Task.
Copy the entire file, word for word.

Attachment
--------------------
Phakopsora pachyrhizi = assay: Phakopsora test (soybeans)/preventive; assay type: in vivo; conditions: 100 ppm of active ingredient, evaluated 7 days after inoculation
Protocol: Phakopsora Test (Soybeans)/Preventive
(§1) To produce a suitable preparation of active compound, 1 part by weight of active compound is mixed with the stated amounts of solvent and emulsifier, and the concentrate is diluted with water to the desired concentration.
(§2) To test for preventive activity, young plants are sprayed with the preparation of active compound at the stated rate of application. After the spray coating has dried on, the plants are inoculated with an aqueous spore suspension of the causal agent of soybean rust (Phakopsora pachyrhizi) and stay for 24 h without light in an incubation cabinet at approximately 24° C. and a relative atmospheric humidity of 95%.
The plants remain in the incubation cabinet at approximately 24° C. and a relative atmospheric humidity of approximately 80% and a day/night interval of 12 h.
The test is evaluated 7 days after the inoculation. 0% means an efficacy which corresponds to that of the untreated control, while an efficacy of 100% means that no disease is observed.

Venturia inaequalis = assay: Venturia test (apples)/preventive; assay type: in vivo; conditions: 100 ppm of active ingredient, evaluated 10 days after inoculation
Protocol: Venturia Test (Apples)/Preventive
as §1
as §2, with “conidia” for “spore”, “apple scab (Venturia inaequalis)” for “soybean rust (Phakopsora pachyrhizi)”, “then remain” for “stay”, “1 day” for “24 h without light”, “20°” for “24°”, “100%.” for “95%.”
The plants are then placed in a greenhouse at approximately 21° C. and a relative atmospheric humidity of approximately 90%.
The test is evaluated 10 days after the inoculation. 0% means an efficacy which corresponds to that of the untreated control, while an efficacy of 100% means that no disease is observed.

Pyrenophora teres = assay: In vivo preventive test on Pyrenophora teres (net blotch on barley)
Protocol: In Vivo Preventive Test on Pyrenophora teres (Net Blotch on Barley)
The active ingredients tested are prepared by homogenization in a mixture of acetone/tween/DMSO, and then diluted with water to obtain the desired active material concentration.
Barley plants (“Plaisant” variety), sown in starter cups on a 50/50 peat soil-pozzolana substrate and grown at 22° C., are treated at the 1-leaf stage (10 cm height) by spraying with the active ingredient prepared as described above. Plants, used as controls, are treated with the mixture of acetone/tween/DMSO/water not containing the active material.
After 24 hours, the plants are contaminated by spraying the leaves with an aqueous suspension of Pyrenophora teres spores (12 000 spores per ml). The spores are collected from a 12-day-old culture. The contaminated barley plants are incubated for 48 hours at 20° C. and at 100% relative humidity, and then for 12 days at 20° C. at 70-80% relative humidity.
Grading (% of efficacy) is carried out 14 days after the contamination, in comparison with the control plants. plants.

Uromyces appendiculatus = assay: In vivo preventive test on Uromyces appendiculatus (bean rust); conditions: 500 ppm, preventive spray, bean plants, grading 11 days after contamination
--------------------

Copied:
Phakopsora pachyrhizi = assay: Phakopsora test (soybeans)/preventive; assay type: in vivo; conditions: 100 ppm of active ingredient, evaluated 7 days after inoculation
Protocol: Phakopsora Test (Soybeans)/Preventive
(§1) To produce a suitable preparation of active compound, 1 part by weight of active compound is mixed with the stated amounts of solvent and emulsifier, and the concentrate is diluted with water to the desired concentration.
(§2) To test for preventive activity, young plants are sprayed with the preparation of active compound at the stated rate of application. After the spray coating has dried on, the plants are inoculated with an aqueous spore suspension of the causal agent of soybean rust (Phakopsora pachyrhizi) and stay for 24 h without light in an incubation cabinet at approximately 24° C. and a relative atmospheric humidity of 95%.
The plants remain in the incubation cabinet at approximately 24° C. and a relative atmospheric humidity of approximately 80% and a day/night interval of 12 h.
The test is evaluated 7 days after the inoculation. 0% means an efficacy which corresponds to that of the untreated control, while an efficacy of 100% means that no disease is observed.

Venturia inaequalis = assay: Venturia test (apples)/preventive; assay type: in vivo; conditions: 100 ppm of active ingredient, evaluated 10 days after inoculation
Protocol: Venturia Test (Apples)/Preventive
as §1
as §2, with “conidia” for “spore”, “apple scab (Venturia inaequalis)” for “soybean rust (Phakopsora pachyrhizi)”, “then remain” for “stay”, “1 day” for “24 h without light”, “20°” for “24°”, “100%.” for “95%.”
The plants are then placed in a greenhouse at approximately 21° C. and a relative atmospheric humidity of approximately 90%.
The test is evaluated 10 days after the inoculation. 0% means an efficacy which corresponds to that of the untreated control, while an efficacy of 100% means that no disease is observed.

Pyrenophora teres = assay: In vivo preventive test on Pyrenophora teres (net blotch on barley)
Protocol: In Vivo Preventive Test on Pyrenophora teres (Net Blotch on Barley)
The active ingredients tested are prepared by homogenization in a mixture of acetone/tween/DMSO, and then diluted with water to obtain the desired active material concentration.
Barley plants (“Plaisant” variety), sown in starter cups on a 50/50 peat soil-pozzolana substrate and grown at 22° C., are treated at the 1-leaf stage (10 cm height) by spraying with the active ingredient prepared as described above. Plants, used as controls, are treated with the mixture of acetone/tween/DMSO/water not containing the active material.
After 24 hours, the plants are contaminated by spraying the leaves with an aqueous suspension of Pyrenophora teres spores (12 000 spores per ml). The spores are collected from a 12-day-old culture. The contaminated barley plants are incubated for 48 hours at 20° C. and at 100% relative humidity, and then for 12 days at 20° C. at 70-80% relative humidity.
Grading (% of efficacy) is carried out 14 days after the contamination, in comparison with the control plants. plants.

Uromyces appendiculatus = assay: In vivo preventive test on Uromyces appendiculatus (bean rust); conditions: 500 ppm, preventive spray, bean plants, grading 11 days after contamination